My inspiration for this project came from a bit of digging, a bit of Pinterest browsing, and an ever-growing pile of recycling in my apartment that was begging to be repurposed. I’m a lover of art; I try my best to practice when I have the time in various forms. Something that I’ve always enjoyed is making Thank You, holiday, and birthday cards. In a busy time in my life I have found this “kills two birds with one stone” in a sense, although giving back to those in my life that I’m thankful for isn’t always a burden. I spent a large portion of my last semester applying to graduate school and, although this took large portions of my own time, some of the most important aspects of each application were my references. After receiving an offer from my top choice university, I’ve been meaning to follow up with everyone that helped me along the way. I did something similar last semester after submitting my first round of applications and have included some pictures below.
I wanted to try something new; I have made cards using water color and oil paints in the past, but only on traditional paper. Cardboard seemed like a fun challenge and proposed a new medium that intrigued me. Hence, my Upscaling Project was born.
1 Quaker Oats Oatmeal Box
1 Peanut and Banana Clif Bar Box
1 Egg Carton
My initial plan for my Upscaling Project was to fabricate wooden beads. I thought it would be a cool way to learn how to use the wood lathe and test out some machining skills. However, after talking to the shop manager at the ITLL, I realized this would be quite the undertaking. First, beads are TINY! The wood lathe is purposed for large scale engineering projects, not precise and detailed beads. Second, the wood required for such precise processes is expensive. With the core goal of this project centered on repurposed material, I figured buying wood would steer away from the concept of upscaling.
I’ve detailed my design process in the sketch shown below. As you can see, I took a few turns before arriving at my final destination. I suppose that was one of the lessons I learned: Don’t use your first idea!
My vision – and this seems to be a theme with my artistic pursuits – was fairly broad. I wasn’t entirely sure what direction I would take until I sat down and started putting things together. I had initially wanted to use oil paints, although once I saw how the grey egg carton, brown cardboard, and black thread looked together, I realized I wanted to keep it simple. I actually really liked how the grey, black, and brown complemented each other. It created a bit of an earth-tone aesthetic, so I just went with it. I also wanted to incorporate additional art to the design, so I decided to play around with some black ink drawings. Everything started to come together quite nicely, including the functionality of the cards. I was a bit nervous as to how the cardboard would bend, but the material used in the Quaker Oats and Clif Bar boxes was thin enough to function exactly how I needed. Next, it was a matter of putting everything together.
I began by cutting out the sides of each box and seeing what card sizes I would be working with. I decided to make two folding cards and two square cards. I initially thought I would glue everything together, but after experimenting with some sewing techniques, I found this created a neat aesthetic with the cardboard. In addition, I knew nothing would be falling apart.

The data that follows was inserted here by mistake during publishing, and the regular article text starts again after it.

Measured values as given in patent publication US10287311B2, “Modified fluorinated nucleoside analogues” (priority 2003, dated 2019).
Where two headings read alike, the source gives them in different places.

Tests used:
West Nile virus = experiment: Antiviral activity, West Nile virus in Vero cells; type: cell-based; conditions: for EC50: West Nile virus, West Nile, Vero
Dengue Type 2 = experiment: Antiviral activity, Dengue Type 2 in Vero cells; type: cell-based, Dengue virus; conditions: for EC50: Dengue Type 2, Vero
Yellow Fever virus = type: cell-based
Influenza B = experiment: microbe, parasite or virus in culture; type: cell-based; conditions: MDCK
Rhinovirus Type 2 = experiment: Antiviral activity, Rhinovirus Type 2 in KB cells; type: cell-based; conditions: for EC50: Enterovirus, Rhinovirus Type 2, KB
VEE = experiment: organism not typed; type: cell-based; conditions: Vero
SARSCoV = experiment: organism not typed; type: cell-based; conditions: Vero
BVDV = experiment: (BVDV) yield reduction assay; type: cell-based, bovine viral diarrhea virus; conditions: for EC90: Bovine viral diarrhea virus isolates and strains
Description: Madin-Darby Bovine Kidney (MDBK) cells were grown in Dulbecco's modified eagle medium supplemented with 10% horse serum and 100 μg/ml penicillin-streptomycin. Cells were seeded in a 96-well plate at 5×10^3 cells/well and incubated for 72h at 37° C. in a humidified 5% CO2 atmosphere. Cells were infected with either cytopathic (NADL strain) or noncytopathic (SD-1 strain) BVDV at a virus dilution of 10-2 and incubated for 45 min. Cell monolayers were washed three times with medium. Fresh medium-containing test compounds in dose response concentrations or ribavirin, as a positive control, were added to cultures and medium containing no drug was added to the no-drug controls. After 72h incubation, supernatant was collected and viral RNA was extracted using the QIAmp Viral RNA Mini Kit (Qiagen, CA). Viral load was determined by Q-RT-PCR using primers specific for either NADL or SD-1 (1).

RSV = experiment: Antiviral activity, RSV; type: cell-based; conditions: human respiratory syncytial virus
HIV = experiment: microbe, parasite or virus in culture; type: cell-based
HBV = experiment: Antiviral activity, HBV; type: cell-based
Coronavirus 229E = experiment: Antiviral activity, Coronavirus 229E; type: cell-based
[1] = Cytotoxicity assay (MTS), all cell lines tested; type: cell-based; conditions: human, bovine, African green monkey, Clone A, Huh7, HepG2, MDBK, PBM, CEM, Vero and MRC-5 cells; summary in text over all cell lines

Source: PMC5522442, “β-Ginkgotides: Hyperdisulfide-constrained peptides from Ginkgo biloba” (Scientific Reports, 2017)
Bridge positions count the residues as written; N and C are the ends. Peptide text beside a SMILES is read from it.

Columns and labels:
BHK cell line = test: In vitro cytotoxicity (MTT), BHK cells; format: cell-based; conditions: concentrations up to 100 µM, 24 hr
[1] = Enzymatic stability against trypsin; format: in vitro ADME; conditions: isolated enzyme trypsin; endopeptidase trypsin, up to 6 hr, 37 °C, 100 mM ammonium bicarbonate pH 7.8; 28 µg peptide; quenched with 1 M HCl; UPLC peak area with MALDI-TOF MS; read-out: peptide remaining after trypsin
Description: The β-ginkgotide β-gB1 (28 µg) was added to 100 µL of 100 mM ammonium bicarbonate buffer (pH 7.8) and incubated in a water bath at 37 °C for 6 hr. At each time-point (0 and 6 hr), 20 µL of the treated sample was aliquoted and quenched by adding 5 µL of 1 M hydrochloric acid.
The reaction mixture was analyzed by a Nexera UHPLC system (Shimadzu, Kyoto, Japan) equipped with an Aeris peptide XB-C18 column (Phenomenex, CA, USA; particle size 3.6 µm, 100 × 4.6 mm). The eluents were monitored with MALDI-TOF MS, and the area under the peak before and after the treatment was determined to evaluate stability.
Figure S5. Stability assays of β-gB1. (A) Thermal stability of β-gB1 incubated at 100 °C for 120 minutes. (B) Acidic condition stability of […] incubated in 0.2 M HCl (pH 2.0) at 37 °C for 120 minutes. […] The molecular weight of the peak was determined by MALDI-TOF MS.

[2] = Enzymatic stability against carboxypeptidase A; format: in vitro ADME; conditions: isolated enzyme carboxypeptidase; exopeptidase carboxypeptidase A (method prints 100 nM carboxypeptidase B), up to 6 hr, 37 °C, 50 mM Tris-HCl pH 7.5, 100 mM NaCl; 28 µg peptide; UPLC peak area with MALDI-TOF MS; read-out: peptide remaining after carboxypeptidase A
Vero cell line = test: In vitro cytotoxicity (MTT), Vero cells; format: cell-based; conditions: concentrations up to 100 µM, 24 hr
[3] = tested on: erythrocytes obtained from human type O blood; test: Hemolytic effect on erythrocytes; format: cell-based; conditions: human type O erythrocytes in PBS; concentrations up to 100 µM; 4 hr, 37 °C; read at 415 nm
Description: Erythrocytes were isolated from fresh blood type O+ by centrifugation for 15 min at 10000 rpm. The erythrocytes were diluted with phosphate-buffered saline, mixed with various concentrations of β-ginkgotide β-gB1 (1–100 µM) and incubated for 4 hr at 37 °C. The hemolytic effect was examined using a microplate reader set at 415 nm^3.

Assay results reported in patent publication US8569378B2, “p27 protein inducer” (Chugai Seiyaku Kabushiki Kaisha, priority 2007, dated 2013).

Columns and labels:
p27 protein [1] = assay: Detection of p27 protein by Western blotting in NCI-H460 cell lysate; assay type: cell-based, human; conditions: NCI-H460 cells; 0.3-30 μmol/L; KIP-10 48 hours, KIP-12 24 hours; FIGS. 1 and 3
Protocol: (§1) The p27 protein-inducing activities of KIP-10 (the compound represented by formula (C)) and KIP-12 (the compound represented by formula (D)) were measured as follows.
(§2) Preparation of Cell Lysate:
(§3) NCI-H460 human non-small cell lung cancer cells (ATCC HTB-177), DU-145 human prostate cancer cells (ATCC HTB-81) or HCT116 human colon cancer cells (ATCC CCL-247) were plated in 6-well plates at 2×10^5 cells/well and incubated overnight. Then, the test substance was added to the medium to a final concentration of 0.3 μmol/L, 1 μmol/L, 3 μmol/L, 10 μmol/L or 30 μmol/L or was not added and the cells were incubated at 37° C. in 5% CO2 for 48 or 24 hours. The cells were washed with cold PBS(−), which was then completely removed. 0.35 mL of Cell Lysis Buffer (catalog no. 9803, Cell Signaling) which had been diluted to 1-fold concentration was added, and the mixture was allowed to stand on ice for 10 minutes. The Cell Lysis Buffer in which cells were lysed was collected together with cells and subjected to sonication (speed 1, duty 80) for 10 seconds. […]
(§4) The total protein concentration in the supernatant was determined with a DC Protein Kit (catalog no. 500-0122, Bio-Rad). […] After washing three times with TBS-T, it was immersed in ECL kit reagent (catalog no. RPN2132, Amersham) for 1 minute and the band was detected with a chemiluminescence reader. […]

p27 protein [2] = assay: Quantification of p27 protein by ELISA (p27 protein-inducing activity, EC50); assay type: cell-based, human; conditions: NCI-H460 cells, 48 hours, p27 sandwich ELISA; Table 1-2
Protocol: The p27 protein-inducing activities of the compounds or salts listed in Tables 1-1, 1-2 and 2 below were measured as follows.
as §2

I did some drawings with black ink that are shown below. I’ve been experimenting with line drawings with fine black ink. I thought the designs would be a unique addition to the aesthetic.
I cut them to shape and used glue to mount the paper to the cardboard. I didn’t want to risk ripping my drawings, so I figured this would be the best route to take. One thing that became a fun additive was the egg carton material. I ended up layering the last card that I made, and I think it’s safe to say it was my favorite. You can really see an additional design process through the card iteration. My first being the simple folded cardboard with one piece of egg carton, my next two incorporating my hand drawings, and the final using layered material. Which one is your favorite?
Analysis of Functional and Artistic Goals
The cards are bulky, to say the least. If you’re looking for something that you can mail at minimum price from UPS, these may not be the right products for you. However, I really like the way the aesthetic turned out. It’s simple, but detailed. I had fun doing some black ink drawing as well, and I think it ended up being a nice additive. Overall, I’m satisfied.
My next steps will be to write the “thank you’s!” I’ll probably draft them in my notebook and then write them out on white sketch paper and glue them into the interior. Nothing fancy, and hopefully they hold up. Cards are an interesting concept as most of us probably throw away the majority that we receive. However, I know that I keep some that hold meaning. These may not be incredibly emotional or memorable cards, but they will be unique. They may end up in the trash, but I’ll definitely let their recipients know that they’re recyclable. 😉
Link to view in class presentation: https://drive.google.com/file/d/1z-a4nf–3_Pl1TRgKDOc0a_mY9v8foLh/view?usp=sharing